Phd Education: Where Left and Right Brains Meet?
Skitmore, Martin (1996) Phd Education: Where Left and Right Brains Meet?
Why is it sometimes so difficult to 'settle' into researching, writing, even thinking about certain problems? Why is it so difficult to keep up concentration over long periods without the need for frequent breaks for diversions such as coffee, walks, light conversations, watching television? Why, even when highly motivated to higher degree research, do students find some part of their mind refusing to cooperate? Split brain research suggests that this other part of the mind may be the highly creative and yet inarticulate right hemisphere of the brain cortex sending out cries for attention.
This paper introduces the split brain phenomenon and examines the implications in the form of the authors personal experiences in both undertaking and supervising higher degree research. Two major and related facts are examined. Firstly that, undue emphasis placed on left brain 'thinking' inhibits right brain creativity. Secondly, that the brain is most productive when its two halves are working in harmony. From this, it is argued that the current education of research students is overly concerned with left brain functions and, as a result, the development of both right brain creativity and left brain thinking is inhibited.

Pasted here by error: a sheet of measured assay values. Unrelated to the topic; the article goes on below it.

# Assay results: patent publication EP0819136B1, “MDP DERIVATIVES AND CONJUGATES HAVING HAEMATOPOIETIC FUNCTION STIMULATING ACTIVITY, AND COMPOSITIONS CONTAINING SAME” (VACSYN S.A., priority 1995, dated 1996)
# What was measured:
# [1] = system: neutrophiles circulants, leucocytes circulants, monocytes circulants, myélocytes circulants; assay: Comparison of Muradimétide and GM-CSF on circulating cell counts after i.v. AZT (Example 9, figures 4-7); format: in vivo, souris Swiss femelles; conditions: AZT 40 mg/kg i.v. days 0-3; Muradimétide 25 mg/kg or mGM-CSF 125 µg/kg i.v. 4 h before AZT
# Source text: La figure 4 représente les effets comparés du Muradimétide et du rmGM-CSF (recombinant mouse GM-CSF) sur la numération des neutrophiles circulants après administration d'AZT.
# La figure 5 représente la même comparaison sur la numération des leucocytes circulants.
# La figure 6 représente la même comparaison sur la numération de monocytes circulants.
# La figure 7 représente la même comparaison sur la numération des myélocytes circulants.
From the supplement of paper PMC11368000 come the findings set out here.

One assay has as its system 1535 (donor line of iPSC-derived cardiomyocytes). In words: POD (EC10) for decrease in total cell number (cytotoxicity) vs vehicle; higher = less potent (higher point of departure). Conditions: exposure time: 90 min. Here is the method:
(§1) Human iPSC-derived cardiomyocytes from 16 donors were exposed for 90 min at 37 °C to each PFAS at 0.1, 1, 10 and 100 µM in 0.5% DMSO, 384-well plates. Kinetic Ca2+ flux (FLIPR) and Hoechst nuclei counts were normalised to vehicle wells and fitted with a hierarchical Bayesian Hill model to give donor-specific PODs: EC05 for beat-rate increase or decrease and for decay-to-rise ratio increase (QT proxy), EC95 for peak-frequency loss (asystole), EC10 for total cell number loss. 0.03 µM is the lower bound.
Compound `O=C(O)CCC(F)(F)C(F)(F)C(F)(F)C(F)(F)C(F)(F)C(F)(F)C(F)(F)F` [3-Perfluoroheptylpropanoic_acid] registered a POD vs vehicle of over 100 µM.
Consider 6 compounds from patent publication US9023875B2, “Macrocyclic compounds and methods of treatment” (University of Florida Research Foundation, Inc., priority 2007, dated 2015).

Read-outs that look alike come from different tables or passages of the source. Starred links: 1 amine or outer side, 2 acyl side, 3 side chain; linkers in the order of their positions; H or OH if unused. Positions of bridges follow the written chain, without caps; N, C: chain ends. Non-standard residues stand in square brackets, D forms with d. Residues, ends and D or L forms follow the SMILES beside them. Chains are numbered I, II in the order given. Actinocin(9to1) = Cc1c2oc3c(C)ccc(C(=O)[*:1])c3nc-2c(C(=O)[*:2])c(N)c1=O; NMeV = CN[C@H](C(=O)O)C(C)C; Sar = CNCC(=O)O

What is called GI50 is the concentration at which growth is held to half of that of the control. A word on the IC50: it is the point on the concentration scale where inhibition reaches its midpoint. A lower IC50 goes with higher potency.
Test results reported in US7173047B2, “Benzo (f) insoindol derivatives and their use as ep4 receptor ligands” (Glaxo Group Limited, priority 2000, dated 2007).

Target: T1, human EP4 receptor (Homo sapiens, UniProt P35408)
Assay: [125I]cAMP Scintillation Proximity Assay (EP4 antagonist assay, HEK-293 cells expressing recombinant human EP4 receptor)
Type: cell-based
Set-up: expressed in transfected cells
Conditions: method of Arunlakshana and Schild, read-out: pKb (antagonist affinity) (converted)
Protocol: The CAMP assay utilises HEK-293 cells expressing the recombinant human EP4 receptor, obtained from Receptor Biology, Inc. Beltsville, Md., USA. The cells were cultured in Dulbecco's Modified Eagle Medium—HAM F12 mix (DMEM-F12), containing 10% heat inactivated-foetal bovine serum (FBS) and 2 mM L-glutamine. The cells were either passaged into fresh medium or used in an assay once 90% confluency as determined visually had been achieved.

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|Additional Information:||Paper in electronic conference organised by CNBR network.|
|Keywords:||PhD education, split, brain research, creativity|
|Subjects:||Australian and New Zealand Standard Research Classification > BUILT ENVIRONMENT AND DESIGN (120000) > BUILDING (120200)|
|Divisions:||Past > QUT Faculties & Divisions > Faculty of Built Environment and Engineering|
|Copyright Owner:||Copyright 1996 (please consult author)|
|Deposited On:||20 Jun 2006 00:00|
|Last Modified:||09 Jun 2010 12:33|
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